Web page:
Raw memory bandwith definitely won’t help : with 25GB/s to read 4GB of RAM, Nintendo Switch is light years behind PS4 which reads is 8GB of GDDR5 (the finest RAM available) at 176GB/s. Safe to say at this stage that you’re probably not going to see high-end games like Battlefield 1 on Switch. EA’s blockbuster wouldn’t even fit in any of the standard game cartridges for Switch… As for PS4 first party masterpieces like Uncharted 4 or The Last of Us Part Two, such level of quality is unthinkable on Switch as it is now. The open world of Zelda Breath of the Wild look dumb next to Final Fantasy XV, which doesn’t even have its PS4 Pro patch yet. When we talk about a home console experience to bring everywhere with you, it’s certainly not the quality and ambition we know on PS4, to which players around the world have become used to. On GAF and pretty much everywhere else, gamers are crestfallen.

Actually, it’s the philosophy behind the architecture of the Switch that should interrogate us. If Sony has made the PS4 Pro and if Microsoft is so keen on building an even more capable Scorpio, it’s because developers are eager for more power, not less. Developers want to push back the limits, to go even deeper in their art so as to leave a trace in the history of gaming. Do you imagine them wasting their time downscaling their formidable 3D engines for the small bunch of folks who will actually bother quiting his beloved Zelda or Mario?

People might be raising eyebrows at the tiny 32GB hard disk, disk space is heavy and costly. Larger space would hurt the handheld side of the device and its launch price. It’s probably not even important, since most of the data will be on cartridges with no need to install internally. Let’s not forget that you’ll likely be able to add cheap and hefty SD cards if you need more space. Nothing to fuss about, then.

Given the weak specs, many observers are now calling for a 199€ pricepoint. Let’s stop right here. New3DS XL currently retails for 179€, so there is absolutely zero chance that Switch, being a whole new concept and better tech, would cost only 20€ more! 299€ is definitely what you can expect on shelves next March, or maybe 249€ if you’re really lucky and if 3DS family gets a cut at the same time. Still, the problem remains that PS4 now trades for 259€.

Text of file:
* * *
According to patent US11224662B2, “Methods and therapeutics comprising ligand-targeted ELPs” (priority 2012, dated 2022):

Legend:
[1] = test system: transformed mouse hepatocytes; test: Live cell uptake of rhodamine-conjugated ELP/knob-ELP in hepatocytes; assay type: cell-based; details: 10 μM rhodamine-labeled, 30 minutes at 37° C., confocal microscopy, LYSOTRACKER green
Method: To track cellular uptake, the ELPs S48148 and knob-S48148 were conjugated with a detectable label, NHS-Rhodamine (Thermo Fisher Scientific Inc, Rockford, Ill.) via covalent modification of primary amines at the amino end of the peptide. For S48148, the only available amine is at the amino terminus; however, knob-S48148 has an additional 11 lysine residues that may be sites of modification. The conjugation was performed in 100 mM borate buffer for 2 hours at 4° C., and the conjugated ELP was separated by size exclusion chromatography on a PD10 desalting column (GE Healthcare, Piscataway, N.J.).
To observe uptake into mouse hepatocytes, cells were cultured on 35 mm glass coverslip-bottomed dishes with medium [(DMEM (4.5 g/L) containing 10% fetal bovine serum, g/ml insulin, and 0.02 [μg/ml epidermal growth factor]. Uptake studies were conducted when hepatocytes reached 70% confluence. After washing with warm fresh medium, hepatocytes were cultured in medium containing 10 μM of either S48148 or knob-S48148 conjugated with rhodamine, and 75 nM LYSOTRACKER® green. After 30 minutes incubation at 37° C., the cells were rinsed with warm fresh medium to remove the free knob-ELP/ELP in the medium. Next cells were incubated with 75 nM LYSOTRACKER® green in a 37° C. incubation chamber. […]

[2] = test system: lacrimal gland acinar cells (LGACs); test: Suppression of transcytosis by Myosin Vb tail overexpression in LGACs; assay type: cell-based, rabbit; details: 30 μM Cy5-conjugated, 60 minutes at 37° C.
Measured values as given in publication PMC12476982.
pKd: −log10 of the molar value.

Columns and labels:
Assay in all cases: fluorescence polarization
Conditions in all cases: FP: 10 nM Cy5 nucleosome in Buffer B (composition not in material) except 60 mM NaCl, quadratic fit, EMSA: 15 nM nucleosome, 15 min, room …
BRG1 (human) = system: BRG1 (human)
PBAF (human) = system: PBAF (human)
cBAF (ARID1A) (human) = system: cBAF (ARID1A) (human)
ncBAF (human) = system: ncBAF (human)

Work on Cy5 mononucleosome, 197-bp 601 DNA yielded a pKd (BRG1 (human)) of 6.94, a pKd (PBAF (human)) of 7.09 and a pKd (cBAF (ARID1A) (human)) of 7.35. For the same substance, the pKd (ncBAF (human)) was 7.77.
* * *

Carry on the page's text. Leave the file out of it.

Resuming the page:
Switch therefore takes the risk of being an awkward compromise meeting no sufficient demand : it’s not powerful enough for core gamers who might not find the AAA games they like (or not at the same quality level) and it might be too expensive for the mainstream public now fed by Super Mario Run and lured by much cheaper 3DS which still gets support. The only thing that could make the difference is handheld capability, because it’s surely gonna be a very good one. But here again, the potential market is unsure. PSVita failed to achieve market penetration in the West for a reason : people there don’t feel the need to play during travel, and there’s no reason that this would magically change when Switch hits stores.

Nintendo’s next system would then only have one kind of audience left : veteran gamers still seduced by handheld gaming, that is to say PSVita owners and Nintendo’s core audience. To few clients to drive Switch to success, all the more troublesome that it has to sell twice more since it’s one system for two types of offer. The alarm raised by Digital Foundry means serious worries for Switch’s future. We’ll see on 1/13 if the actual situation is better, or if it’s red alert status in Kyoto.